Nichols’ Wife Says She Didn’t Understand Search Consent Forms
DENVER (AP) _ Federal prosecutors shuttled the wife of Oklahoma City bombing suspect Terry Nichols from motel room to motel room for more than a month while they searched Nichols’ home for evidence. They said she had no other place to go.
Marife Nichols, Nichols’ 23-year-old mail-order bride, testified Friday that she wanted to go home, but couldn’t because prosecutors had her money. She also said she didn’t understand the forms they kept giving her to sign so they could search her husband’s property.
``At that time, I was mainly confused, I did not know what to do. I felt I’d been abandoned,″ she told a packed courtroom.
The prosecutors moved her to eight cities over 37 days after her husband was detained as a material witness two days after the April 19, 1995 bombing.
Nichols’ defense attorneys want the judge to throw out key evidence found at Nichols’ Kansas home, including bomb-making ingredients. They also want statements Nichols made to FBI agents and the clothing co-defendant Timothy McVeigh was wearing when he was arrested excluded from the trial.
The evidence suppression hearing before U.S. District Judge Richard Matsch was to continue today.
Nichols and McVeigh could face death if convicted of the bombing of Oklahoma City’s federal building. The blast killed 168 people and injured more than 500.
On Friday, defense attorneys tried to portray Mrs. Nichols as a young woman with little understanding of American law who signed search consent forms without knowing what they were.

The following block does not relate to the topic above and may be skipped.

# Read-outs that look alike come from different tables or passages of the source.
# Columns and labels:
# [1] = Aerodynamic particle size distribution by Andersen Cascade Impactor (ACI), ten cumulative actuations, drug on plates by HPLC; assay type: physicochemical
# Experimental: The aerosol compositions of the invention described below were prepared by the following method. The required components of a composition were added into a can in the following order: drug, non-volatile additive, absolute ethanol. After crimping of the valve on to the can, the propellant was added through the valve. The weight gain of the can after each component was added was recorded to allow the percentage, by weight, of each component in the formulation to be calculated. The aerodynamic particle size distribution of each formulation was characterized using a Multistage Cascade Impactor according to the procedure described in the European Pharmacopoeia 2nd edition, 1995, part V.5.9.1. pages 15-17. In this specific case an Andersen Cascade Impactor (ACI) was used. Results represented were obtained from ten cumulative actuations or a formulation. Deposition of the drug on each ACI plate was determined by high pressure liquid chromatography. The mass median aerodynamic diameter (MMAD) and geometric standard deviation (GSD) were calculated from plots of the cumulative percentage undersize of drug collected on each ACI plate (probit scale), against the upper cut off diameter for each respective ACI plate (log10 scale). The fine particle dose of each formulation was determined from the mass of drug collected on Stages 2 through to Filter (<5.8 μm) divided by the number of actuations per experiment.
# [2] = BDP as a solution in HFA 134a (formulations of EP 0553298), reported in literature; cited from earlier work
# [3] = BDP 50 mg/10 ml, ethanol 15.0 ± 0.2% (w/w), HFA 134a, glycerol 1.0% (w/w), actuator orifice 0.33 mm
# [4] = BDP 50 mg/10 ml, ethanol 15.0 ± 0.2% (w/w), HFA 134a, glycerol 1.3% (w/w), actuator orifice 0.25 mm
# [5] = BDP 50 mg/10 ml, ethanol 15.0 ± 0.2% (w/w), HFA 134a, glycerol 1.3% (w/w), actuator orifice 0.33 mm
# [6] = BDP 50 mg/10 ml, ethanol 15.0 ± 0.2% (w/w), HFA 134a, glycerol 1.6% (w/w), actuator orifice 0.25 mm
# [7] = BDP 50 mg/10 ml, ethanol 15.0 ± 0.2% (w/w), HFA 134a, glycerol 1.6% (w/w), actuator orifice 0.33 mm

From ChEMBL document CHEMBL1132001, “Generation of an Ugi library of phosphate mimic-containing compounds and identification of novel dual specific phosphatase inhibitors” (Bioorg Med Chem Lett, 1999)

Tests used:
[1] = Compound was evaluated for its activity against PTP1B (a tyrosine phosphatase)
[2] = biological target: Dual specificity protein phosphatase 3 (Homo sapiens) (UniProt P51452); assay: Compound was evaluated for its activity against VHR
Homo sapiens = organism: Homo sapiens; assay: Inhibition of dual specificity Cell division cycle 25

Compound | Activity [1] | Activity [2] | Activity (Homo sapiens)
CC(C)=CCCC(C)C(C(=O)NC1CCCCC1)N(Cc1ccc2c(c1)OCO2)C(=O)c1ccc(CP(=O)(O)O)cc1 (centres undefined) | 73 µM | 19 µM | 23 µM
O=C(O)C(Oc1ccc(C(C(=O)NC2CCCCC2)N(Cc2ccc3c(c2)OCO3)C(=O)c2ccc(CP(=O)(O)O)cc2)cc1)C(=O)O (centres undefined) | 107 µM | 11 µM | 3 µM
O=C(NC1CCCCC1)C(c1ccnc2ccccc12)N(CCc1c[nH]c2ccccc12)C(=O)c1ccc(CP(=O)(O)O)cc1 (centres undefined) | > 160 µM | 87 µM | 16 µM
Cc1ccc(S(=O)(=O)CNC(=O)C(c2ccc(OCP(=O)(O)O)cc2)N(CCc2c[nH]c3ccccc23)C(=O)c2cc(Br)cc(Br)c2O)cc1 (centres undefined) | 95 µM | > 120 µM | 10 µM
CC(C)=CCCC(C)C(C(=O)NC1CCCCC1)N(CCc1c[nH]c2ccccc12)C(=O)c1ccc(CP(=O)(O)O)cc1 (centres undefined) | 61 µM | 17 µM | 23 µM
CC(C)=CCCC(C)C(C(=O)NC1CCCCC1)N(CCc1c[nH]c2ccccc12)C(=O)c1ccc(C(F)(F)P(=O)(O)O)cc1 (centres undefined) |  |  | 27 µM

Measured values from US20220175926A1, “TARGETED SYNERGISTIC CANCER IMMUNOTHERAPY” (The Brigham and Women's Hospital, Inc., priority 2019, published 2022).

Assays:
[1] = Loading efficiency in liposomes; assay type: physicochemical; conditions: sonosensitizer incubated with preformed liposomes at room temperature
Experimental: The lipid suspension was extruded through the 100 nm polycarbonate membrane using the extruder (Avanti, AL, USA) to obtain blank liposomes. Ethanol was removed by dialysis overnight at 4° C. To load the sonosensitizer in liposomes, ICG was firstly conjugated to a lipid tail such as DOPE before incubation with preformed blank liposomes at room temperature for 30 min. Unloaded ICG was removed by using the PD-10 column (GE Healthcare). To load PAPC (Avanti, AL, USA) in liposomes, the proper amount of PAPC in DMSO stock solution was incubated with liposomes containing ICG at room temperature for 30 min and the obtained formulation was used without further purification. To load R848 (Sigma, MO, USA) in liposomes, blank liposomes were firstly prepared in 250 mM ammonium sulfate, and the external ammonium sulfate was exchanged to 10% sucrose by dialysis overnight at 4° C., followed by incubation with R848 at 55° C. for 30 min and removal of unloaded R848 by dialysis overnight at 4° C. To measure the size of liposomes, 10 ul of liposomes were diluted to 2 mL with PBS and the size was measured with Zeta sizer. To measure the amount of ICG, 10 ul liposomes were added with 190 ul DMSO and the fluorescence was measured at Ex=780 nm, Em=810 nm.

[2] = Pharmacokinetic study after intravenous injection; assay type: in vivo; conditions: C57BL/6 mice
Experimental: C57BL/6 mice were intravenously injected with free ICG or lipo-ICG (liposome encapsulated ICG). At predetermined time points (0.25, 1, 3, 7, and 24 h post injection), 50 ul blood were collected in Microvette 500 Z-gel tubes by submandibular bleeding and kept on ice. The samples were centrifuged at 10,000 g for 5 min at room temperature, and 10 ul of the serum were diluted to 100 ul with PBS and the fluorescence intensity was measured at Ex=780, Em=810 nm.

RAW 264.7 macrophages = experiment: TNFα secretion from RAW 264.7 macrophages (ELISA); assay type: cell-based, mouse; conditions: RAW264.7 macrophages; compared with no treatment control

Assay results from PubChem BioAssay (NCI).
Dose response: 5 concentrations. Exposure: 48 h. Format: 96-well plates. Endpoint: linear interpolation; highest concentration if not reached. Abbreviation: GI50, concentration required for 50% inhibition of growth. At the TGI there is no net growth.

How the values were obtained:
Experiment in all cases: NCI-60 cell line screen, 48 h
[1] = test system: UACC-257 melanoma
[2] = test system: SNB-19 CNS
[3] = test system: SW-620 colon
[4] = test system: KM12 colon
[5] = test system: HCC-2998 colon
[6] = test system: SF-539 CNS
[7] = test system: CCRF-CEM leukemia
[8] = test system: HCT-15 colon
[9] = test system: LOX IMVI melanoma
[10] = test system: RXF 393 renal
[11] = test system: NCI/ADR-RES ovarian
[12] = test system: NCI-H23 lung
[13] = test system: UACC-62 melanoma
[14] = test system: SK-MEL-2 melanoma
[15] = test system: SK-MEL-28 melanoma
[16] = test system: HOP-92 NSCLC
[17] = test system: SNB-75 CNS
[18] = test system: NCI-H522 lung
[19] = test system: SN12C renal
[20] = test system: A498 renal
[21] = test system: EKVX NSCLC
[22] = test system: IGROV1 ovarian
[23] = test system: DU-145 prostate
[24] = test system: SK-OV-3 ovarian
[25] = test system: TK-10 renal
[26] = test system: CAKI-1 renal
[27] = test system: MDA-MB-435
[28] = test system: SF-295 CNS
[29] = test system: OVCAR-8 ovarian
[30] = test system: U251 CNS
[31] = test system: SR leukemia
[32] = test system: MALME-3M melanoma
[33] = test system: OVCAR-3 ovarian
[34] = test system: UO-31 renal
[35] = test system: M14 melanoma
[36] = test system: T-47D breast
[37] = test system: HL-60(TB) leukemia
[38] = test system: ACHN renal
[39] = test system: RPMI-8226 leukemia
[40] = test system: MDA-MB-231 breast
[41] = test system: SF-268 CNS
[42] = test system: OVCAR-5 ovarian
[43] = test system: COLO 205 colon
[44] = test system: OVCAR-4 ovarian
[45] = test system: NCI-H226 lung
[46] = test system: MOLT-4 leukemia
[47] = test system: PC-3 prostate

Prosecutor Joe Hartzler said Mrs. Nichols acknowledged during testimony that she ``felt free to sign the consent forms and agents said she had the right to refuse.″
He also said prosecutors kept Mrs. Nichols in their custody because she was stranded in this country, pregnant and without friends or money.
Hartzler said Mrs. Nichols ``saw a crisis raining down ... and the government offered her an umbrella.″
Speaking in broken English, Mrs. Nichols testified she couldn’t leave even though she had wanted to return to the Phillippines because federal agents wouldn’t give her $5,000, along with precious metals she had stashed in her bed. Agents told her they needed to test the money for McVeigh’s fingerprints.
She said she and her daughter accompanied Nichols to the police station in Herington, Kan., two days after the bombing when he heard on television that he was wanted for questioning.
She remained in a windowless room while Nichols was interviewed for nine hours. Agents eventually asked her to sign the search consent forms. Mrs. Nichols said she asked them to get permission from her husband, which they said they would, but they told her they needed her signature, too.
Later, the agents told Mrs. Nichols her husband would not be leaving with her because ``he is a material witness,″ she said.
Mrs. Nichols said she came to think of FBI agents as her friends and regarded one agent, Eugene Thomeczek, as a father.
She was released a day after meeting with one of her husband’s attorneys for the first time. The agents returned $4,800 of her money.
Mrs. Nichols now lives in the Phillippines with her two children, Nicole, 2 1/2, and Christian, 6 months. The couple were married in 1990.